Winston Churchill once said that if you put two economists in a room you got two opinions, unless one of them was John Maynard Keynes in which case you got three. All the more striking, then, that when it comes to government spending on new infrastructure almost all economists can agree on one thing: we need more of it. More investment is seen as the key to boosting economic growth and delivering the net zero transition.
A cosy consensus always sets my alarm bells ringing, but in this case it’s hard to disagree. The difficulty comes when you try to turn the high-level conclusion into detailed plans. How is it a government delivering the biggest investment budget for decades is being criticised for downgrading the second phase of HS2? And why is Sadiq Khan warning of a “doomsday scenario” for London even though Crossrail is finally almost ready?
Let’s start with the facts. Government investment plans have been increasing since 2010, with an acceleration over the last few years. Three successive chancellors — Philip Hammond, Sajid Javid and Rishi Sunak — have increased capital budgets dramatically so that “Public Sector Net Investment” will be almost three per cent of GDP for the foreseeable future. According to the independent Institute for Fiscal Studies that’s the highest level for decades and roughly double the average of the last 40 years.
The result is that the constraint on investment is no longer budgets but getting the money out the door. Infrastructure projects need planning permission, a skilled workforce and high-quality project management to deliver them on time. For years now the limit to the pace of rail improvements has been a lack of technical capacity not money. All this is why the Office for Budget Responsibility assumes 20 per cent of the increase in capital spending announced in this parliament won’t get spent. Some will no doubt argue a record investment budget still isn’t big enough, but the more useful debate now isn’t throwing around fantasy numbers; it’s about what’s deliverable and value for money for taxpayers. This is the way to understand the row about HS2.
Why did a Government focused on levelling up and announcing the biggest strategic rail investment programme in history end up disappointing expectations built up around the Leeds branch of HS2 and the Northern Powerhouse Rail project? The answer is that on any reasonable value for money assessment they do much less well than the multiple smaller local improvements chosen instead. Within the constraints of what’s deliverable it was an economic no-brainer. These projects are not purely economic — they are hugely politically symbolic. That’s why I suspect the decision will be revisited in the years ahead.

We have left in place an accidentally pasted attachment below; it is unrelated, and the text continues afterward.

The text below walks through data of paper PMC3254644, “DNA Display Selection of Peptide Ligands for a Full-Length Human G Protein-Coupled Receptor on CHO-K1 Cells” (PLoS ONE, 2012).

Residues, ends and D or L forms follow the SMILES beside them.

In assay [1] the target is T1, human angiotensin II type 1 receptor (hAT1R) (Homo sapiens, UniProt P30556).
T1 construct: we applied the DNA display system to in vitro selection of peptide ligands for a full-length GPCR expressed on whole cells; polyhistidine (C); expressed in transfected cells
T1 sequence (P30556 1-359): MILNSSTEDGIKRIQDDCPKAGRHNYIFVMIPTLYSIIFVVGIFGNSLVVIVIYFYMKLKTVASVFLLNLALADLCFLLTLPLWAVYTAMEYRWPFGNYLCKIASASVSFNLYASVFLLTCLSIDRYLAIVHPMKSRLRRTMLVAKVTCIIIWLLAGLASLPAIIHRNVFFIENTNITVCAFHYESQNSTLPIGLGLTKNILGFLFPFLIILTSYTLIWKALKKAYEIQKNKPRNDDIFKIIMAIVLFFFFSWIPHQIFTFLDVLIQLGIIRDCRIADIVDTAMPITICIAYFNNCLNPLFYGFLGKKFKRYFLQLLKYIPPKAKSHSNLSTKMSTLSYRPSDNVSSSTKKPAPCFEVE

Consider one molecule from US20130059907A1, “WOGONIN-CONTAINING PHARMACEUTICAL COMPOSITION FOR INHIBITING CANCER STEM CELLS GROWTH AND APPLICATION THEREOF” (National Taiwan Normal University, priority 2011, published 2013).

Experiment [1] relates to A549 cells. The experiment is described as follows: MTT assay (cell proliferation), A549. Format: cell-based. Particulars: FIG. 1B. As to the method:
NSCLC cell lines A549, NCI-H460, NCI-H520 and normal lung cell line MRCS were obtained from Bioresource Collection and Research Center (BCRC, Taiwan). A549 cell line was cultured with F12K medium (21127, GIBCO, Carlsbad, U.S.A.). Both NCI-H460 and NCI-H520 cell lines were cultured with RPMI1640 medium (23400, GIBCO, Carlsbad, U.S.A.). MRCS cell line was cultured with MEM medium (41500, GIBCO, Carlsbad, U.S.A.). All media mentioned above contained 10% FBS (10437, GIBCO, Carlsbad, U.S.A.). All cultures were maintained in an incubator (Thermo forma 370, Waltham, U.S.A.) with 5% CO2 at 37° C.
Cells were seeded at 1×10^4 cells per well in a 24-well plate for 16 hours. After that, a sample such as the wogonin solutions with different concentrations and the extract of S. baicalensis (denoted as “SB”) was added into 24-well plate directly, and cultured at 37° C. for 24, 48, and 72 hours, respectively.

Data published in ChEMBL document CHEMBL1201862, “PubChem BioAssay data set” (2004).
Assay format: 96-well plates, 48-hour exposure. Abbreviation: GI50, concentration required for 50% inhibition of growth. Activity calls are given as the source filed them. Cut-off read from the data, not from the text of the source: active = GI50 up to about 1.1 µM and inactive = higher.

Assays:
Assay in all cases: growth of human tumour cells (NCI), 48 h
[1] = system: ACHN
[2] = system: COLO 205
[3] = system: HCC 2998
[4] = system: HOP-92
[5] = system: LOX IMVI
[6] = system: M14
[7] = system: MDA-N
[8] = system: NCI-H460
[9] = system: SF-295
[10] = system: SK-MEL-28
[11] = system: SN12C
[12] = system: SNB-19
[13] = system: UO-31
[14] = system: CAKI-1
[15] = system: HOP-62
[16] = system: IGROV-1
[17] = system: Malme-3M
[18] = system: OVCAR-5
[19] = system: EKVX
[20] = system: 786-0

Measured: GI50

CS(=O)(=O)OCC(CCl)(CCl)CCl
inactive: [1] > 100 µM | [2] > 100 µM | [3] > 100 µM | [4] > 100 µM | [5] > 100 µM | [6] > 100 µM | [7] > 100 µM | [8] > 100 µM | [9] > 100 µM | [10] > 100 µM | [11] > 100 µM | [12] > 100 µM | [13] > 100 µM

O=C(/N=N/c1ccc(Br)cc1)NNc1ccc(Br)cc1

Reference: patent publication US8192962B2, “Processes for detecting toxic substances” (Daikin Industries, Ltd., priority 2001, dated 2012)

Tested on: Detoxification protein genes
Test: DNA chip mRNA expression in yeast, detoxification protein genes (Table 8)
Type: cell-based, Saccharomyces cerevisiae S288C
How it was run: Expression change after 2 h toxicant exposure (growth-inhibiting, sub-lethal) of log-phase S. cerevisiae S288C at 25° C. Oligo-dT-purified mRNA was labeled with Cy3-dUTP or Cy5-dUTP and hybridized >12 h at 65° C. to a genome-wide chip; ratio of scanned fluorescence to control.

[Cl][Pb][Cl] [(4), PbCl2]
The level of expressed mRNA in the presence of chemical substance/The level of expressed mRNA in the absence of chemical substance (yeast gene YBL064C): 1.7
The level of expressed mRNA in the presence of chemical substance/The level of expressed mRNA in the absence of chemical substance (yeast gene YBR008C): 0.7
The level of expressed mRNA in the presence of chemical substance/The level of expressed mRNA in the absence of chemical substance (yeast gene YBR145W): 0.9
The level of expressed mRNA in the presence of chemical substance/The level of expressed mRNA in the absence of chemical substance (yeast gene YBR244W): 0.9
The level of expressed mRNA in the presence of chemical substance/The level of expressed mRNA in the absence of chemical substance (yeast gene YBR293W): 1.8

London’s problems have more specific origins: the collapse in passenger numbers due to the pandemic and the reality that London is no longer the priority it once was in national spending plans. Despite £4 billion of Treasury bailouts so far, the Mayor is warning that 100 bus routes will need to go and Tube services could be cut by nine per cent.
Some of these warnings sound like what the Treasury calls “bleeding stumps” — worst case scenarios to build political pressure but which won’t actually happen. Like the RAF warning the Red Arrows might have to go, or the BBC claiming cuts will mean the end of CBeebies. But for Transport for London there is an underlying truth: passenger numbers are down and likely won’t recover to anything like pre-Covid trends. That means difficult negotiations to fill the budget hole with a mix of higher fares, lower spending and more support from national taxpayers. It also means the business cases for many future projects no longer stack up. Combine all this with the national focus on levelling up and London is going to have to make some painful adjustments.
With fewer passengers and Crossrail online next year, the crunch for London’s transport infrastructure has been postponed, but a plan for the future is still needed. North-south connectivity is poor, so how can projects like Crossrail 2 be kept alive? Creativity is required, especially over private finance. Pension funds and international investors are queuing to invest in infrastructure with strong business cases and carbon profiles. If London wants to remain a global capital in the age of levelling up it should start taking control of its own future.
Rupert Harrison is a former chair of the Council of Economic Advisers and a multi-asset portfolio manager at BlackRock
What do you think can be done to keep London as a global capital? Let us know in the comments below.